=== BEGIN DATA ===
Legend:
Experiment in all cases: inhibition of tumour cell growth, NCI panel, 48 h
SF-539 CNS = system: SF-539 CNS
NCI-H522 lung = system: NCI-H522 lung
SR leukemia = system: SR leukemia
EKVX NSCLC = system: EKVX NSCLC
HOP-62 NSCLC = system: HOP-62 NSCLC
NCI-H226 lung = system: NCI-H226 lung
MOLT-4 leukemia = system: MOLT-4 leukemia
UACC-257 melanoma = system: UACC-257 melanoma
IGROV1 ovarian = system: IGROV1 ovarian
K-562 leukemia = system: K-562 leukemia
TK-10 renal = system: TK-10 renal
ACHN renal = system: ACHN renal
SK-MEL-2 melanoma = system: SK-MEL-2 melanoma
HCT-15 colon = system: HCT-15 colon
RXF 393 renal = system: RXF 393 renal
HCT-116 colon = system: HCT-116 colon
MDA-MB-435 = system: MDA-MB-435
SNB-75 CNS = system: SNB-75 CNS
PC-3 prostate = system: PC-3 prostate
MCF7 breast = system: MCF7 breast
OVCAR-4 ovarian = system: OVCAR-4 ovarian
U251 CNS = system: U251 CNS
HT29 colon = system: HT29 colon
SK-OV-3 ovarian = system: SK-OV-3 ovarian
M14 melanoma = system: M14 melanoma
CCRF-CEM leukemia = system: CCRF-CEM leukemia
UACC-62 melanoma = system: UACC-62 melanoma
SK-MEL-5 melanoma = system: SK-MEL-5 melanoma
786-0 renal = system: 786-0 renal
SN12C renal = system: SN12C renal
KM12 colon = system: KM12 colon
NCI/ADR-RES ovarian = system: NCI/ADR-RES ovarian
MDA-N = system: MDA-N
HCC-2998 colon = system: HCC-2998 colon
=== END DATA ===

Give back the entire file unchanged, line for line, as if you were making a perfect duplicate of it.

Legend:
Experiment in all cases: inhibition of tumour cell growth, NCI panel, 48 h
SF-539 CNS = system: SF-539 CNS
NCI-H522 lung = system: NCI-H522 lung
SR leukemia = system: SR leukemia
EKVX NSCLC = system: EKVX NSCLC
HOP-62 NSCLC = system: HOP-62 NSCLC
NCI-H226 lung = system: NCI-H226 lung
MOLT-4 leukemia = system: MOLT-4 leukemia
UACC-257 melanoma = system: UACC-257 melanoma
IGROV1 ovarian = system: IGROV1 ovarian
K-562 leukemia = system: K-562 leukemia
TK-10 renal = system: TK-10 renal
ACHN renal = system: ACHN renal
SK-MEL-2 melanoma = system: SK-MEL-2 melanoma
HCT-15 colon = system: HCT-15 colon
RXF 393 renal = system: RXF 393 renal
HCT-116 colon = system: HCT-116 colon
MDA-MB-435 = system: MDA-MB-435
SNB-75 CNS = system: SNB-75 CNS
PC-3 prostate = system: PC-3 prostate
MCF7 breast = system: MCF7 breast
OVCAR-4 ovarian = system: OVCAR-4 ovarian
U251 CNS = system: U251 CNS
HT29 colon = system: HT29 colon
SK-OV-3 ovarian = system: SK-OV-3 ovarian
M14 melanoma = system: M14 melanoma
CCRF-CEM leukemia = system: CCRF-CEM leukemia
UACC-62 melanoma = system: UACC-62 melanoma
SK-MEL-5 melanoma = system: SK-MEL-5 melanoma
786-0 renal = system: 786-0 renal
SN12C renal = system: SN12C renal
KM12 colon = system: KM12 colon
NCI/ADR-RES ovarian = system: NCI/ADR-RES ovarian
MDA-N = system: MDA-N
HCC-2998 colon = system: HCC-2998 colon